Authorization: Bearer eyJ0eXAiOiJKV1QiLCJhbGciOiJIUzI1NiJ9.eyJpc3MiOiJ3d3cudGliY28uY29tIiwiaWF0IjoxNDk1NTkwNjU1LCJleHAiOjE1MjcxMjY2NzYsImF1ZCI6Imp3dHNhbXBsZS50aWJjby5jb20iLCJzdWIiOiJlc2Nod2VpdEB0aWJjby5jb20iLCJHaXZlbk5hbWUiOiJFbW1hbnVlbCIsIlN1cm5hbWUiOiJTY2h3ZWl0emVyIiwiQWNjZXNzIjoiQWxsIn0.nXjY7placf8fRqFFX_2gDIo0UkwPa0q3aTZxfj0A-h4

     

    jwt11.thumb.png.436654d7d057526913e6b83c1ab0e06c.png

    This time, the token is validated.

    Notice the content of the log. It confirms the validation status, and lists the private claims of the token as a comma-separated list of KeyValues:

     15:15:23.641 INFO  [bwEngThread:In-Memory Process Worker-2] c.t.b.p.g.Log.JWT.Test.module.Log - Validation true. AccessAll, GivenNameEmmanuel, SurnameSchweitzer

     

    The token subject or any of its private claims could potentially be used to make decisions when it comes to authorization.

    Tampered-with authorization token

    Replace a few characters of the token, or add them: the token will be refused. You can also try to build a token with a different key, or with characteristics that do not exactly match our expectations: the token will be refused as well.

    jwt13.thumb.png.5e6de5bf0a9857706a0cc057623f1a5a.png

    Congratulations, you have tested the basic principles of JWT in BusinessWorks!


    Step 4: Review the JWT.Validate shared module

    Note that this module is by no means the ultimate implementation, and should only be considered as an illustration. Feel free to suggest or share improvements!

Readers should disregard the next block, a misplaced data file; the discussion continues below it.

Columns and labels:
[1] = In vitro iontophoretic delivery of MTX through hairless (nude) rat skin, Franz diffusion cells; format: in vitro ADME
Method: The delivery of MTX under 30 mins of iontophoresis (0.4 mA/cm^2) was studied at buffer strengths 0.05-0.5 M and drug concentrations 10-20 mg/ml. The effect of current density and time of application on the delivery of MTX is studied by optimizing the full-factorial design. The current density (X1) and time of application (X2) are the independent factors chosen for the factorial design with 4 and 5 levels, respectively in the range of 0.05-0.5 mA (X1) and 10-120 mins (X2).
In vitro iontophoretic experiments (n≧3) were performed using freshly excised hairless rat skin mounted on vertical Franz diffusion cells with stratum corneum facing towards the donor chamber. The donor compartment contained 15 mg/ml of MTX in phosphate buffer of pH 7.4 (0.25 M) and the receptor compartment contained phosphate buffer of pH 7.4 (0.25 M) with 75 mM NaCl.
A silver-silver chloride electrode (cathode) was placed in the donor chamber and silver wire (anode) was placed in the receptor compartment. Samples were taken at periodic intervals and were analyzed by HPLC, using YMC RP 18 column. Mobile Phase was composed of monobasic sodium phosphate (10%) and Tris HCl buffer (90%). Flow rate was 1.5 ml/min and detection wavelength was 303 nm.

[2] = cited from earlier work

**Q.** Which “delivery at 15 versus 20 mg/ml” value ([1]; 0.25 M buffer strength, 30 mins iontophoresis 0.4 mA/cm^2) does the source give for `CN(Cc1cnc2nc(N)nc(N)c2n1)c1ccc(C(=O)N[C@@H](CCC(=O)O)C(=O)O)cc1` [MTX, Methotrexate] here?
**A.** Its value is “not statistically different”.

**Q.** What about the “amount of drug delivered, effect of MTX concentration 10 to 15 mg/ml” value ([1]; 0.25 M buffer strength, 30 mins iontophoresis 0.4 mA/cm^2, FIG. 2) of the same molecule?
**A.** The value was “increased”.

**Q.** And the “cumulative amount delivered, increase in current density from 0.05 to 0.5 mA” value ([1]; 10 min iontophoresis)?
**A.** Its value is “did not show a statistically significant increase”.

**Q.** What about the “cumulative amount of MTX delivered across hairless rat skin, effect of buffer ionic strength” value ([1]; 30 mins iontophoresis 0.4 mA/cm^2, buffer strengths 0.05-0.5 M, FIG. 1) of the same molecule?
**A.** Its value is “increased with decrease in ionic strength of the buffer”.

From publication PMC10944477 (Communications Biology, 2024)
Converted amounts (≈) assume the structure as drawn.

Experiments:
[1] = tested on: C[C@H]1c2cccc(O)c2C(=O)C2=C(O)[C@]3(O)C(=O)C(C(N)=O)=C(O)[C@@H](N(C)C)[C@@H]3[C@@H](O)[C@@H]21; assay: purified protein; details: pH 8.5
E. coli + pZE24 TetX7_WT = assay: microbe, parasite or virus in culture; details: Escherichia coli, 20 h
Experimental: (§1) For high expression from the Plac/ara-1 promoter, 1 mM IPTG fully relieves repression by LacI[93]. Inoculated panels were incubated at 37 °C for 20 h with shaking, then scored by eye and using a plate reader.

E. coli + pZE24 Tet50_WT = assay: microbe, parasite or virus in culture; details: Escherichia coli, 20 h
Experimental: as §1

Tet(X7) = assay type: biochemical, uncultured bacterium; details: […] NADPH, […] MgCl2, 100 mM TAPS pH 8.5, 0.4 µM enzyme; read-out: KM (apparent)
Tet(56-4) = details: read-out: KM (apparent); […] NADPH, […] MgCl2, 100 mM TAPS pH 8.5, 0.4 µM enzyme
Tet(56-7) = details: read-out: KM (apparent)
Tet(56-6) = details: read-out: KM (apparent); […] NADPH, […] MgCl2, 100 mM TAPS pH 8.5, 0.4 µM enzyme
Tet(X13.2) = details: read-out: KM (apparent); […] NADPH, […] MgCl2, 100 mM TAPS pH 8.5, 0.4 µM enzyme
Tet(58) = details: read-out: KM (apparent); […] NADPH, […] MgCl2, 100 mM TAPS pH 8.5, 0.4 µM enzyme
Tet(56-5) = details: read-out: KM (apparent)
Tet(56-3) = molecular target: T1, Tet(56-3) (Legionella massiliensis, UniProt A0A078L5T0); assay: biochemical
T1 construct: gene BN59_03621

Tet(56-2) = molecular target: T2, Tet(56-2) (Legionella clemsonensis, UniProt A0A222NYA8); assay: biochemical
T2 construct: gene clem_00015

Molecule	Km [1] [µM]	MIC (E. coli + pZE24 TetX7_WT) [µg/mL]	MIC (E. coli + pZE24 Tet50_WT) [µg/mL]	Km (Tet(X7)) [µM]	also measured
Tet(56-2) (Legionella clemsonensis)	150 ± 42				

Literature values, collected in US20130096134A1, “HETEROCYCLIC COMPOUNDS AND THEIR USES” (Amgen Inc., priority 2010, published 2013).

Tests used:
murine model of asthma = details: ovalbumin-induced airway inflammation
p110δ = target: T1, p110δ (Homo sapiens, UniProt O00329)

JWT.Validate.module is a wrapper around auth0's java-jwt library. It consists in a reusable sub-process, a Java class to perform the bulk of the validation, and all the required Java libraries (java-jwtjackson-corejackson-annotationsjackson-databind, and commons-codec).

    jwt.module.ValidateJWT sub-process

    The sub-process is simply a JavaInvoke operation followed by a transformation of its results into XML usable by the sub-process consumer:

    jwt14.thumb.png.7b5f9fe6bc3fa2bbb5d8f905ec03202f.png

    Its input signature is a follows:

     <xsd:element name="Request">   <xsd:complexType>     <xsd:sequence>       <xsd:element maxOccurs="1" minOccurs="1" name="token" type="xsd:string"/>       <xsd:element maxOccurs="1" minOccurs="1" name="secret" type="xsd:string"/>       <xsd:element maxOccurs="1" minOccurs="1" name="issuer" type="xsd:string"/>       <xsd:element maxOccurs="1" minOccurs="1" name="audience" type="xsd:string"/>       <xsd:element maxOccurs="1" minOccurs="1" name="subject" type="xsd:string"/>     </xsd:sequence>   </xsd:complexType> </xsd:element>

     

    and its output is as follows:

     <xsd:element name="Response">   <xsd:complexType>     <xsd:sequence>       <xsd:element maxOccurs="1" minOccurs="1" name="validated" type="xsd:boolean"/>       <xsd:element maxOccurs="unbounded" minOccurs="0" name="claims" type="tns:Claim"/     </xsd:sequence>   </xsd:complexType> </xsd:element>  <xsd:complexType name="Claim">   <xsd:sequence>     <xsd:element maxOccurs="1" minOccurs="1" name="key" type="xsd:string"/>     <xsd:element maxOccurs="1" minOccurs="0" name="value" type="xsd:string"/>   </xsd:sequence> </xsd:complexType>

     

    Other approaches could be considered, e.g. having the InvokeJava operation return the decoded token as a JSON string and leverage BusinessWorks JSON operations.

    jwt.tibco.com.Validator class

    The Validator class is a Java Bean easily consumed by BusinessWorks. It leverages java-jwt to decode the token, verify that it has not been tampered with using the secret/key, and perform validation checks (issuer, audience, subject, and dates). It then extracts the non-public claims, which are stored as jwt.tibco.com.Claim entries.